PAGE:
BamaHammer Players Championship Semifinals: Don Hutson (1) vs. Barrett Jones (2)


It was a great run for Tide quarterback AJ McCarron. He bested legendary quarterbacks like Joe Namath and Ken Stabler, but was unable to get away from defensive legend Derrick Thomas, who moves on to the finals of our tournament to crown the greatest Alabama Crimson Tide football player of all time.

Our other semifinal pairing pits McCarron’s center last season against one of the all-time legends. Vote now, as polls close tomorrow morning, and we will begin voting on on our champion.

Don Hutson (1932-1934)

Split End – Pine Bluff, AR
6′ 1″, 183 lbs
Career Statistics: College Football Stats were not well kept during this era.

Alabama Head Coach Frank Thomas once referred to Hutson as “The greatest player I’ve ever seen.” Hutson helped lead Alabama to the 1934 national championship with a 6-catch, 165-yard, 2-touchdown performance against Stanford in the Rose Bowl. Hutson was named All-SEC and Consensus All-American in 1934.

Despite playing in an era in which stats were poorly kept, he is widely regarded as one of the greatest wide receivers to set foot on a college football field. He is considered the father of the modern day wide receiver position due to the innovative routes he would run during games. He perfected his craft through long practices. Hutson was once quoted as saying, ”For every pass I caught in a game, I caught a thousand passes in practice.”

Upon his death in 1997, the New York Times referred to him as “Perhaps the best wide receiver in college and professional football history.” He is a member of Alabama All-Century Team, and the Alabama Sports Hall of Fame. He was also an inaugural member of the College Football Hall of Fame in 1951.

Barrett Jones (2008-2012)

Offensive Lineman – Germantown, Tenn.
6’5”, 311 lbs

If this players championship was based solely off of a player’s winning record, Barrett Jones would probably be your runaway champion. Since Jones became a full-time starter during his redshirt freshman season in 2009, the Tide have compiled an overall record of 49-5. He won his third national championship in four years this past season to cap off a near-perfect career with the Crimson Tide — from a winning standpoint at least.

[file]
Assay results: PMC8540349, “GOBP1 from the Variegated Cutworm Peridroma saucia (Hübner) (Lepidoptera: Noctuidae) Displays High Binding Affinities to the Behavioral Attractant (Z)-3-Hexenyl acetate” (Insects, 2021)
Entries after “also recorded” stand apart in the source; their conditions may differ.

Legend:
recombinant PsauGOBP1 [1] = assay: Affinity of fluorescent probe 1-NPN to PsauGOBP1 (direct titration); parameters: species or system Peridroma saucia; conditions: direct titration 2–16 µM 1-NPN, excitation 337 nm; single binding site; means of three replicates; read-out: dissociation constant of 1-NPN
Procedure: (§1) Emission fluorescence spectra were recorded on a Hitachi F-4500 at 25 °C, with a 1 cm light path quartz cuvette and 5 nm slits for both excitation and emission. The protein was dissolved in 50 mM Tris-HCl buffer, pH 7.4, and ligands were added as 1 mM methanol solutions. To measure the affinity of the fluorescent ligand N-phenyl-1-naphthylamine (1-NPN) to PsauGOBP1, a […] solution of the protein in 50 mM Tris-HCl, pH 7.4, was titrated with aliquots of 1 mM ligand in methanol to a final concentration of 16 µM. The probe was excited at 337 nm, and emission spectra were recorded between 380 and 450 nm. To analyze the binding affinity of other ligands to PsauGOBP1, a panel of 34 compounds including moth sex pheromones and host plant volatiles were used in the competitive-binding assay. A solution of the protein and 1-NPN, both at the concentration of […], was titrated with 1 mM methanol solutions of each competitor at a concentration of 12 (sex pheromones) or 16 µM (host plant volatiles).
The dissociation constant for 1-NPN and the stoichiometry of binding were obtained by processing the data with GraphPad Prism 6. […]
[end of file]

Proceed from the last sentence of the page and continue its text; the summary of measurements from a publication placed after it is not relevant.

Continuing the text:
While winning is obviously important, Jones’ resume extends far beyond the win-loss column. In his best two seasons in 2011 and 2012, Jones was a two-time All-SEC and All-American selection (unanimous in ’11), claiming some of the nation’s top awards in the Outland Trophy and Rimington Trophy in the process. He is one of only two players in college football history to win both awards in a career.

Though his accomplishments speak for themselves, his versatility on the field speaks louder. Plenty of great players have won multiple championships and numerous awards during their career, but how many have done so at multiple positions? In 49 career starts, Jones has started 25 at right guard in 2009-2010, 11 at left tackle in 2011 and 13 at center in 2012, playing just as well, if not better, with every position change. Body of work alone, it’s hard not to like Barrett Jones.